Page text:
MONMOUTH -- A year ago, the chances of the Department of Public Safety Standards and Training staying in Monmouth seemed iffy.
Those odds are improving.
Whether or not the academy is staying or going is a decision for the Legislature. Local officials are holding their breath.
Academy administrators say the current site, next to Western Oregon University, does not leave enough room for a driving course, firing range and other expansions.
They seriously considered taking the academy -- and its 135 jobs -- out of town.
"We know we can't meet our needs in our current facility," said DPSST Director Diane Middle.
She said the academy needs at least 165 acres for classrooms and parking as well as a driving course and firing range.
The academy's 135 jobs makes it Monmouth's second-largest employer next to the university itself. It trains not only police officers, but also firefighters and parole and probation officers.
With the academy at risk, city officials sprang into action. They put together a detailed proposal designed to hang on to the facility. They proposed two sites.
The first site is 184 acres north of Ash Creek on the edge of both Monmouth and Independence. It would be near the new intermediate school off Hoffman Road.
An alternative site would be closer to Western Oregon University. Western officials recently bought 25 acres on the northwest corner of campus in the hopes the academy would stay in Monmouth.
It would not be big enough for a driving course and firing range. Those would still have to located at the other site -- a mile and a half away.
Monmouth Mayor Paul Evans thinks the proposals are compelling. "At this point, the academy is ours to lose," he said.
The final decision is in the hands of the House Ways and Means Committee. It will decide where the academy will go. The full Legislature will decide how much to spend on the project.
Just when that decision will be made is hard to say, said State Rep. Lane Shetterly of Polk County. "It's tied up with all the other funding issues with Ways and Means," he said.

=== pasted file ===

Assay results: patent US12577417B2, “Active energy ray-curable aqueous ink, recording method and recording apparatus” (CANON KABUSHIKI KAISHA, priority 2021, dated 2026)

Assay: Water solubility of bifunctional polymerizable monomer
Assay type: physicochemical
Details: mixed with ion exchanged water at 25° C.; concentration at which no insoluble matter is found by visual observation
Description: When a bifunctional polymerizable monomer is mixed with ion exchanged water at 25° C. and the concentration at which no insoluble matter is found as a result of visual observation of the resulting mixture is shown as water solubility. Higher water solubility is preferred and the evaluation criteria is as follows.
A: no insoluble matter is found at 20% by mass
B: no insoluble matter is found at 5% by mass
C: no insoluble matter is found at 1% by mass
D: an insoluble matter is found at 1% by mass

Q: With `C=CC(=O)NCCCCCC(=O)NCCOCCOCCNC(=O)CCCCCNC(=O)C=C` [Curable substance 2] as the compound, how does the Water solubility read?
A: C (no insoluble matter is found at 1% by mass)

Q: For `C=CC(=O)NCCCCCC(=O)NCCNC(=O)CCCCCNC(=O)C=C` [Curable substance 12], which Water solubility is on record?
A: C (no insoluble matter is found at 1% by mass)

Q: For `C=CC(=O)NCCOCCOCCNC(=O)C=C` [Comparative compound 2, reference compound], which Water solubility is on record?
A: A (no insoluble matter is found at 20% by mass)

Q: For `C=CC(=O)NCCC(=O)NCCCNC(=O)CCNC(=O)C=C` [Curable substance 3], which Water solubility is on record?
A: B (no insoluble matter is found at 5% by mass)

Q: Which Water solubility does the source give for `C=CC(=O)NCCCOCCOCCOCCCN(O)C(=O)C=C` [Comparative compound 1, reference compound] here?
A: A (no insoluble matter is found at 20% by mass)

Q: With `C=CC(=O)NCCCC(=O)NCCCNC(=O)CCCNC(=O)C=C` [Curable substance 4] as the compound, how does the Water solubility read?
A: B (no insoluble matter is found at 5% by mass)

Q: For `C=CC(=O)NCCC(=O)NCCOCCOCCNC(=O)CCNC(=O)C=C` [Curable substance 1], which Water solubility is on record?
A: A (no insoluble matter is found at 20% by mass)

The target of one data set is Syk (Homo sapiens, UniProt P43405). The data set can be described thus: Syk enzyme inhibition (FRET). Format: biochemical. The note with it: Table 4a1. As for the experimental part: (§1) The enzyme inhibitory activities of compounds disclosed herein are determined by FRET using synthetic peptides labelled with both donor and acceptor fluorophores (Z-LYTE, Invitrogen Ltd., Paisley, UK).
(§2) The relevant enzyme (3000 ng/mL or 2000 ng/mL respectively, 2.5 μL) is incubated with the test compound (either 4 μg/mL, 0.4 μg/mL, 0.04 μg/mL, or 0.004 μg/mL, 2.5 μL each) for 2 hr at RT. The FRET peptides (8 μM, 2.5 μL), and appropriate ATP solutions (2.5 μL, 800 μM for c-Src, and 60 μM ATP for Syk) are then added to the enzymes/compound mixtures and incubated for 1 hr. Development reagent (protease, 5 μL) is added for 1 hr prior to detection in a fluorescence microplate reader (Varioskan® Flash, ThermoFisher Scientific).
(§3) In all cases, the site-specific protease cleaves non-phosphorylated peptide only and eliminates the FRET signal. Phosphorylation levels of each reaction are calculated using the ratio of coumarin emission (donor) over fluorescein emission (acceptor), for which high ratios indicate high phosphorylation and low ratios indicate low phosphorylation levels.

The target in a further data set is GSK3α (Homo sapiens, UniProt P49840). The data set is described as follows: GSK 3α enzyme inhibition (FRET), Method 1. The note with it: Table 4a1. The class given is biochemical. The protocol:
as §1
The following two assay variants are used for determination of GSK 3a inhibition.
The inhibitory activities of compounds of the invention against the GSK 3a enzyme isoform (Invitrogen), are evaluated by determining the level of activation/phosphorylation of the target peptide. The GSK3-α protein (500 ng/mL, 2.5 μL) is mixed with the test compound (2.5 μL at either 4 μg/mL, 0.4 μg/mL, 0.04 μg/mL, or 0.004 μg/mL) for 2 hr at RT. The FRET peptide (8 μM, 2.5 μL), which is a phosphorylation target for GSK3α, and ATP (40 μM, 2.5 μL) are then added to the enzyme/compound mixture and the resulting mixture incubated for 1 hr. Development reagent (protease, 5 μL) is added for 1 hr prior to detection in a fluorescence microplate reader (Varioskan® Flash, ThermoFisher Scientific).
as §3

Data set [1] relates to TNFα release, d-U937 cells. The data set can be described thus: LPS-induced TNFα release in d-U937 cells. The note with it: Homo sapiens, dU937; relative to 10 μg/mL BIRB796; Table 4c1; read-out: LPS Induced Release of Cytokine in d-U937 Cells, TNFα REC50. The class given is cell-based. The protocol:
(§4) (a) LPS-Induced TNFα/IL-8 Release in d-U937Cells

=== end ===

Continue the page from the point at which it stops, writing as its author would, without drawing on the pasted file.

State legislators have other problems these days. The revenue forecast for the entire state just took another dip.
"That's going to slow down the decision-making process in Ways and Means when it comes to the academy and a lot of other budget issues."
Shetterly said it could be the end of the session before any final decision is made on the academy's new home.
Middle said several sites are being considered. However, she said, a central location is a dominant consideration.
Salem started out as a major contender. However, Salem Mayor Mike Swaim wants the academy to stay put. So do the mayors of other surrounding communities.
The mayors of Independence, Keizer, Turner, Aumsville, Stayton and Sublimity issued a letter through the Mid-Willamette Valley Council of Governments, urging Middle and other academy officials to stay in Monmouth.
Salem, in particular, doesn't need the academy, Shetterly said.
"It's just another state facility for Salem. It means the world to Monmouth. The other communities understand the impact on the local economy."
The Monmouth proposal allows the academy to expand training eight weeks to 10, Evans said. "That could double the number of jobs and mean an economic generation in the millions of dollars."
The academy staying in town is by no means a foregone conclusion, Evans said. "But we put together a strong case that includes strong possibilities for the academy while strengthening its ties to Western."